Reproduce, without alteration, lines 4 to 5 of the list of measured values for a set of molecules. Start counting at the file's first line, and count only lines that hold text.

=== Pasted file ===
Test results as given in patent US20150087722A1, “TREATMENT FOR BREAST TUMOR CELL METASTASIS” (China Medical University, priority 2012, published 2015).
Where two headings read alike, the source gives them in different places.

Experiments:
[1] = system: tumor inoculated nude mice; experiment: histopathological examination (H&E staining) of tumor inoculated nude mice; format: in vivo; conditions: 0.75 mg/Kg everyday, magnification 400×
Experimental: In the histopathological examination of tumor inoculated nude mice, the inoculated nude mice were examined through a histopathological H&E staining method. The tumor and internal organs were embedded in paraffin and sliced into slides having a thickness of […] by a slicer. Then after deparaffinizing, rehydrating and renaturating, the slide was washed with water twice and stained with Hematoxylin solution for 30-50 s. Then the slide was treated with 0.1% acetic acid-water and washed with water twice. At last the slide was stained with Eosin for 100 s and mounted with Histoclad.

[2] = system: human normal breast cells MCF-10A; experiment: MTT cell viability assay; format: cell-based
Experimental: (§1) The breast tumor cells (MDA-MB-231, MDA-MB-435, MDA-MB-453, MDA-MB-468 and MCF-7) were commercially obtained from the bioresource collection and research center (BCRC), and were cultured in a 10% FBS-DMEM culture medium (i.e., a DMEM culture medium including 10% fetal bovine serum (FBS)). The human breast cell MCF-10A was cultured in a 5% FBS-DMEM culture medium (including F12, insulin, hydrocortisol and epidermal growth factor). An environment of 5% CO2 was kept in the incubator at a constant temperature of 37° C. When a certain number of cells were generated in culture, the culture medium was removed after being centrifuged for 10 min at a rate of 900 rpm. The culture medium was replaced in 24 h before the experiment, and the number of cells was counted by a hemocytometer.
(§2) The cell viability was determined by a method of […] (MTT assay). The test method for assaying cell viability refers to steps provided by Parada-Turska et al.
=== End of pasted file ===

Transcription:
[1] = system: tumor inoculated nude mice; experiment: histopathological examination (H&E staining) of tumor inoculated nude mice; format: in vivo; conditions: 0.75 mg/Kg everyday, magnification 400×
Experimental: In the histopathological examination of tumor inoculated nude mice, the inoculated nude mice were examined through a histopathological H&E staining method. The tumor and internal organs were embedded in paraffin and sliced into slides having a thickness of […] by a slicer. Then after deparaffinizing, rehydrating and renaturating, the slide was washed with water twice and stained with Hematoxylin solution for 30-50 s. Then the slide was treated with 0.1% acetic acid-water and washed with water twice. At last the slide was stained with Eosin for 100 s and mounted with Histoclad.